Politics in the Harp World

Posted In: Coffee Break

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    KayMarie on #189120

    What, if any are the politics associated with harp. Are there any politics in the harp world?

    Angela Biggs on #189156

    I’m not particularly familiar with politics in the harp world, but in general politics are found wherever there is more than one person. To practice kindness is a good general rule. Whatever happens politically, if you’re always kind you’ll always be innocent.

    Alyson Webber on #189157

    If by politics you mean divisive topics and us/them speak, I think some of this may have been answered on your other question about harp popularity! 🙂

    I think if speaking to a mixed group of harp players, you would have to speak carefully about harp types (lever/pedal, etc) and playing styles (French/Salzedo). That’s what seems to get people flustered most quickly. You’d be much safer discussing liberal/conservative policy or religion. 🙂

    sherry-lenox on #189163

    Maybe five or six years ago there was a bit of a tussle here about composition for harp.
    It involved individual POV’s about what is vulgar and what is not.
    I haven’t seen anything about it recently, but I believe it would fall into the general topic of “politics”.

    Saul Davis Zlatkovski on #189166

    A waitress friend of mine told me that “politics” occurs anywhere you have women working together in close proximity over a length of time. It also happens in any work situation, certainly very much in the corporate world. Sometimes it has to do with unwritten, unspoken rules, which is basically a lack of organization and communication.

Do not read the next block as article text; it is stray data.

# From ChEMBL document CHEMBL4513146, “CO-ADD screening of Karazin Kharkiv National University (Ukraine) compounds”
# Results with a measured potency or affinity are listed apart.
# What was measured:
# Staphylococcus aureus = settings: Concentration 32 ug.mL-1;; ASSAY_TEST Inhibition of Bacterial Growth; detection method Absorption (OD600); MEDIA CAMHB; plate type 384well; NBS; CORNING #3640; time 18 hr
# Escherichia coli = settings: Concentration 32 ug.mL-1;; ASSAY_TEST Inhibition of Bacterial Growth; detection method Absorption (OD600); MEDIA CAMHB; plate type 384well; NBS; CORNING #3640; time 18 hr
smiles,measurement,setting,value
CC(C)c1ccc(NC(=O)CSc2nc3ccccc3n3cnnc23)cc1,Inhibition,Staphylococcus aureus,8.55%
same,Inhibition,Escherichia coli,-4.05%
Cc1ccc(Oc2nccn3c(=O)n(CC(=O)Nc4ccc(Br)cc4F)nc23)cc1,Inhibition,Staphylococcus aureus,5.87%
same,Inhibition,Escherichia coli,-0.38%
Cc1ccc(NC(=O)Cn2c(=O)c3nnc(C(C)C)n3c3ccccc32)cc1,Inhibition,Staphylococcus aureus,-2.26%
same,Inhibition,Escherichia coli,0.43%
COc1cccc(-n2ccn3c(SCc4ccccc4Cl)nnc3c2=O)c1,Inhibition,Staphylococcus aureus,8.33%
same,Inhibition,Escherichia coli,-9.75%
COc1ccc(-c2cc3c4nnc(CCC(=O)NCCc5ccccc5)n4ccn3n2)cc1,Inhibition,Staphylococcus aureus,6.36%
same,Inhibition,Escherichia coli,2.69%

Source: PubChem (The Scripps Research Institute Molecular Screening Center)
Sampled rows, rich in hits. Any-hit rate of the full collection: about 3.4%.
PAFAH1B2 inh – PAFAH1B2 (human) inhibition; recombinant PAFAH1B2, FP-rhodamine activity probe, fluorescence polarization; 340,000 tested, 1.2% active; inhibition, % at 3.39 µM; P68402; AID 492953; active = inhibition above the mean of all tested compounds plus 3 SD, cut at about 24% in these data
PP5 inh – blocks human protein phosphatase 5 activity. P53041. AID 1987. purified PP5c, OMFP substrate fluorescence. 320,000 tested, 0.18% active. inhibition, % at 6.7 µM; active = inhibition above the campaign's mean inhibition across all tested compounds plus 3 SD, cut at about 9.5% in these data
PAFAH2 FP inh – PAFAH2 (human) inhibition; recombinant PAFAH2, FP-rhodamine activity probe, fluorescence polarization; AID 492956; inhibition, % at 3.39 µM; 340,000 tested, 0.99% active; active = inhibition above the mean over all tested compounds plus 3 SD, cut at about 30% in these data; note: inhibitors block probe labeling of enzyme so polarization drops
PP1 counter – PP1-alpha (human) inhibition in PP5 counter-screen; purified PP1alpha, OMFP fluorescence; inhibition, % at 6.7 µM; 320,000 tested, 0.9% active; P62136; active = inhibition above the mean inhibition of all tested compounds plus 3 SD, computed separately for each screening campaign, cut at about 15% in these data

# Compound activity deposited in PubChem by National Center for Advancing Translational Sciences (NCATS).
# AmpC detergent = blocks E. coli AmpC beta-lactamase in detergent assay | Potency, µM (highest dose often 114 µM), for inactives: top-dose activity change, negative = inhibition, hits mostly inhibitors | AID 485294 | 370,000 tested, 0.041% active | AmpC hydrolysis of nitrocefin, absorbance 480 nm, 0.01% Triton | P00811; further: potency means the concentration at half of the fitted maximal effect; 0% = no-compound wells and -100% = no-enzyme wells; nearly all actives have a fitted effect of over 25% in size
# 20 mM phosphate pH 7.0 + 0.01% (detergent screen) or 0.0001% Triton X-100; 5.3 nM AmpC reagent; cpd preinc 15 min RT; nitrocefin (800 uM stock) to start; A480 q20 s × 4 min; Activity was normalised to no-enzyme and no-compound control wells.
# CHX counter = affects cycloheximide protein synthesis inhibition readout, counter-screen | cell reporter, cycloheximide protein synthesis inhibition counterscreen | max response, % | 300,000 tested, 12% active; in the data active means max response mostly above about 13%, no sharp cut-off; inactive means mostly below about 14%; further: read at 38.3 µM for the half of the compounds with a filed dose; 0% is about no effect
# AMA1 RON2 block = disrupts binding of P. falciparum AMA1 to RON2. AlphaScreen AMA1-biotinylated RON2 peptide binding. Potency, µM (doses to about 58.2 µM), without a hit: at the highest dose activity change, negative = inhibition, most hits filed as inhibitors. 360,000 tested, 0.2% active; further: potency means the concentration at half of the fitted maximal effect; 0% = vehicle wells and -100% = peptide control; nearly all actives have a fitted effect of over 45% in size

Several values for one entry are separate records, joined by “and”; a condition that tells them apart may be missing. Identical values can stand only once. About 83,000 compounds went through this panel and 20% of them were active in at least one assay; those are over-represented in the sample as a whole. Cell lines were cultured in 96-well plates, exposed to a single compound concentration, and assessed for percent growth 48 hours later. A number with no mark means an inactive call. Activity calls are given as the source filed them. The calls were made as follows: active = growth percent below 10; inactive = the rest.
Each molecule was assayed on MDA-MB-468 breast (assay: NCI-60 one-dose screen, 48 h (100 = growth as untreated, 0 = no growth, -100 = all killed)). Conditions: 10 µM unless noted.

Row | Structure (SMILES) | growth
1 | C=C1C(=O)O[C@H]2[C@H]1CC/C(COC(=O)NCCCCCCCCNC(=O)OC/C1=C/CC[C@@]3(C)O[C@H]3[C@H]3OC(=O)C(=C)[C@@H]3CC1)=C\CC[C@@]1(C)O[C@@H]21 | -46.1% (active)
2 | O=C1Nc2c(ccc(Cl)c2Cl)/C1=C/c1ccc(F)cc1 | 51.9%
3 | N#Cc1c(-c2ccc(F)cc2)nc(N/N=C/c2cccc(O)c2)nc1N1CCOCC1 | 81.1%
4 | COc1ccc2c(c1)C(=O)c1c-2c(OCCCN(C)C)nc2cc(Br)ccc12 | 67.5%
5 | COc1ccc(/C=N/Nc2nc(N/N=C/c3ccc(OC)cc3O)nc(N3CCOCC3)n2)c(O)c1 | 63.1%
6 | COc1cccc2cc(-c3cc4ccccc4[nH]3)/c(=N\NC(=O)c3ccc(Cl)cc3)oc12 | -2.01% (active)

Musically, politics is a natural occurence in French culture. Regardless of other countries, there are traditions of argument and rivalry in France that fill the world of piano, for example, far more pervasively than in the harp world. There are multiple schools of piano playing and teaching, and each school has its own repertoire and networks; and its own ideas of what and who is acceptable. In our world, it is more intimate, but we are also much more closely related. Despite his innovative approach, Salzedo is very much part of French musical tradition, which has its innovators, beginning with Rameau, and with the 19th-century harp masters. Bochsa was quite inventive, moreso than his pupil, Parish-Alvars, and nearly as much as Salzedo. He wrote a piece in Mexico full of tonal devices not seen again until Salzedo, and more that are unique. So, it is all cycles, and the wheel turns and turns. Therefore, treat others as you would like to be treated, and hopefully, that means with some kindness and generosity and understanding.

    Cindy Cripps-Prawak on #189198

    Dear friends, known and unknown,
    I recently joined this forum and this thread is such a wonderful expression of the camaraderie in the harp community, thank you

    Emily Granger on #189378

    Oh Politics… unfortunately they are everywhere especially in the music world. I don’t think any professional harpist can escape the wrath of harp politics. Think about how you get a gig or concert referral – its all based on knowing someone and having them refer you. If someone isn’t a big fan of yours for whatever reason, they’re not going to ask you to play even if you are the perfect harpist for that event. Also think about all the harpists with orchestral jobs – 99% of the time they choose their subs and 2nd harpists themselves. Same ideas along with teaching jobs. I think dealing with politics is just part of being a human in our society. You can let these things get to you and make you mad or let it go and be the best person you can be. It’s just part of navigating this ever changing complicated world!

    Saul Davis Zlatkovski on #189705

    I think it is good to remind us to have cameraderie underlying it all. We do love the same thing, more or less.

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